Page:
Wal-Mart sells DVD with digital download, leeching on the not so savvy

I read this story over at TechCrunch and can’€™t really get over it. In short, Wal-Mart gives you the option to buy a number of digital versions of the movie Superman Returns when you pick up the DVD. The movie download ranges from $1.97 to $3.97, it’€™s not such a huge expense, but the whole model pisses me off.

Why should I pay extra for a movie I can rerecord in any other format myself? I can’€™t get over the fact that retail (and the companies backing them, of course ‘€“ they’€™re all in the same sinking ship) still won’€™t sell me the actual license to the movie, album or whatever, and then let me do what I want with it. If I want to watch Superman Returns on my PSP, let me do that, better yet, help me, ‘€˜cause you sure can’€™t stop me from doing it so you’€™d better stay on my good side anyway.

Wal-Mart folks, how about this: Sell the DVD, offer an additional downloads package with every bloody format known to man for $2 extra, and don’€™t be asshats about the licensing. Let me play my movie where I want, with easily accessible downloads if I want it for my new media player, and you’€™ll have one happy and returning customer. It’€™s boring to re-encode movies in new formats, better if I can throw you some change and save the time.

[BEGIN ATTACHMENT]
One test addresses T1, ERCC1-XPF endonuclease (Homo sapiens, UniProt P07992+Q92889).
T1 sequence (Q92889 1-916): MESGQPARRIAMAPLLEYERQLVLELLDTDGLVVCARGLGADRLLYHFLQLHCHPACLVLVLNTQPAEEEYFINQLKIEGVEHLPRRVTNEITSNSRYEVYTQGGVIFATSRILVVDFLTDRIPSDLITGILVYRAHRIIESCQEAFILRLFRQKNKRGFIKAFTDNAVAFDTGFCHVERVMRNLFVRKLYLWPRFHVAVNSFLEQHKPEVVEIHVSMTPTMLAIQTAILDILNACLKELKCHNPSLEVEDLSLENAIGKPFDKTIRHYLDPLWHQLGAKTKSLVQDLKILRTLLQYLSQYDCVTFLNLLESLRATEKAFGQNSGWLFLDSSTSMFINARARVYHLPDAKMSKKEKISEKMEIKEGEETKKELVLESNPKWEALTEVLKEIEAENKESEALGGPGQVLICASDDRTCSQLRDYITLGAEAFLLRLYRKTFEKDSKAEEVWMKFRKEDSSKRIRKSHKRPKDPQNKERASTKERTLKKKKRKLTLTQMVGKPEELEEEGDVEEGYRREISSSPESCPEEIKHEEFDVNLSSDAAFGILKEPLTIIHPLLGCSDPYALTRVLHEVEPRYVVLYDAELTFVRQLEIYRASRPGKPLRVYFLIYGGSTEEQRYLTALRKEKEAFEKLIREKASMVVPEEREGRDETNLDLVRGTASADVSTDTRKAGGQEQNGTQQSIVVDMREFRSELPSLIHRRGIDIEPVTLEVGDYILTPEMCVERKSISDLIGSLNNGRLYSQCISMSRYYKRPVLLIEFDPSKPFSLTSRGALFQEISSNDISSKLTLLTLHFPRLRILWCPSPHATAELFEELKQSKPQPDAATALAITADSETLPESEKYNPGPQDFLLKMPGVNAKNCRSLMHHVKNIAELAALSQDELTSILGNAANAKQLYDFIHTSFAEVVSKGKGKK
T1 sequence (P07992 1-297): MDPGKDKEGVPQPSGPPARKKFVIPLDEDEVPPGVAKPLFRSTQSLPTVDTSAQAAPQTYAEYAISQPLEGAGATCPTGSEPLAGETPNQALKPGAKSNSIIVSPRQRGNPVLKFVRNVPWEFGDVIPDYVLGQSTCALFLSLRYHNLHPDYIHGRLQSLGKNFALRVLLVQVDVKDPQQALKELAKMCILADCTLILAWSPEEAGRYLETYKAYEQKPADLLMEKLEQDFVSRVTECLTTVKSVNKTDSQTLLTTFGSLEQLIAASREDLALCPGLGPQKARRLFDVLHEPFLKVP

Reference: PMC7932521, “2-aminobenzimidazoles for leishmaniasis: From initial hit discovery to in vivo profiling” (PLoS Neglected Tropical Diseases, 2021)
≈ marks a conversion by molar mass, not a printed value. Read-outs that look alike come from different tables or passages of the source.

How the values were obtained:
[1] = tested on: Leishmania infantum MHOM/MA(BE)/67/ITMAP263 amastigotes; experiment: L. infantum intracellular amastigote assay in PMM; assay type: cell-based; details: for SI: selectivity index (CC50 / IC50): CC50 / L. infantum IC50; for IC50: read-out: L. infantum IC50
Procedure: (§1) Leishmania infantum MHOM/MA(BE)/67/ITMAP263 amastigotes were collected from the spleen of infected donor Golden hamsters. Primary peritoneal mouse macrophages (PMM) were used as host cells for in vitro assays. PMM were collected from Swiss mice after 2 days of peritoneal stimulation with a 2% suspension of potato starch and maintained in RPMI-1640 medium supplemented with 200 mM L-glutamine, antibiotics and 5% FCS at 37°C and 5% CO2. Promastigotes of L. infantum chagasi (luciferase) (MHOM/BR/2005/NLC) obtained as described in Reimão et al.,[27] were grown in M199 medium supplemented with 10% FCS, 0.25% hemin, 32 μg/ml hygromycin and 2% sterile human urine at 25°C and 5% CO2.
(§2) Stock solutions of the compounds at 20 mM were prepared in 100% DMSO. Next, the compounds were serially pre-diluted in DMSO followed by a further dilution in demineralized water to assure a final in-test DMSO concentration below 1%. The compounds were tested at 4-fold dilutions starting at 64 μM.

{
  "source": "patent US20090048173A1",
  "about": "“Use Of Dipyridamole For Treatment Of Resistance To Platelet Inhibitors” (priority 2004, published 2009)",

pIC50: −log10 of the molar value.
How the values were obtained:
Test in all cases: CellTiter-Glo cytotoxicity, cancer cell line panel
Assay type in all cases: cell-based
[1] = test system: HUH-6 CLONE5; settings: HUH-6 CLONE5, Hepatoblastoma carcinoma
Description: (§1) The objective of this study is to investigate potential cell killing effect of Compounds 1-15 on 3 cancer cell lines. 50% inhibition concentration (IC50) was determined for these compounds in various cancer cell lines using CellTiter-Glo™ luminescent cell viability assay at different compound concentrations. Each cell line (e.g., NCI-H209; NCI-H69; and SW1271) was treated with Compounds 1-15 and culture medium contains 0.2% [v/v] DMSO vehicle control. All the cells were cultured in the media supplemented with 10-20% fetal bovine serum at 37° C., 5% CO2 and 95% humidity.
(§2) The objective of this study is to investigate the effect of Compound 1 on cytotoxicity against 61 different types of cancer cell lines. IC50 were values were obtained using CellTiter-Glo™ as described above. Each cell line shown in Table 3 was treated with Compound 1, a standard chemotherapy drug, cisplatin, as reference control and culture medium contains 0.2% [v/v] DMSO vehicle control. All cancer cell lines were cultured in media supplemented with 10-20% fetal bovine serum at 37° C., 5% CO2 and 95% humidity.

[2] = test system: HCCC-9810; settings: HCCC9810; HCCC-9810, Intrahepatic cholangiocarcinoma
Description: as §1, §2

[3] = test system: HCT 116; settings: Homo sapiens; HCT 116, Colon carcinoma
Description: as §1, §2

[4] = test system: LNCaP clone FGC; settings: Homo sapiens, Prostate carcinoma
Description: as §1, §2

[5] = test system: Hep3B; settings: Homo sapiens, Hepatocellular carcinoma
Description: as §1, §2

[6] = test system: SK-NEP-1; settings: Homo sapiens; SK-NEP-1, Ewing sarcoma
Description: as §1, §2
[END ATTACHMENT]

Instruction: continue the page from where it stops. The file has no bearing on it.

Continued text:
Then again I don’€™t really care. Wal-Mart has no stores in Sweden. I will however pitch this story to prominent Swedish bloggers and let them do the localization work.

Let’€™s face it: Retail needs to push forward. While Wal-Mart isn’€™t just whining about declining sales and actually doing something is good per se, it still isn’€™t even a half decent solution they’€™re offering. Perhaps it’€™s just a PR stunt, with them wanting to look tech savvy and willing to embrace the new technology? Then I’€™ll just tell you this: Rethink your strategy. This one won’€™t work.


  1. […] More news on the Wal-Mart/Superman Returns deal announced yesterday. The downloads will only be usable on machines running Windows and even then won’t be transferable to video iPods. Thord at The Blog Herald laments that we can’t just buy the rights to content to listen to, watch or otherwise consume when and where we choose, a point I completely agree with. I’d love to legally be able to rip my DVDs to my laptop for viewing whenever but, you know, can’t. […]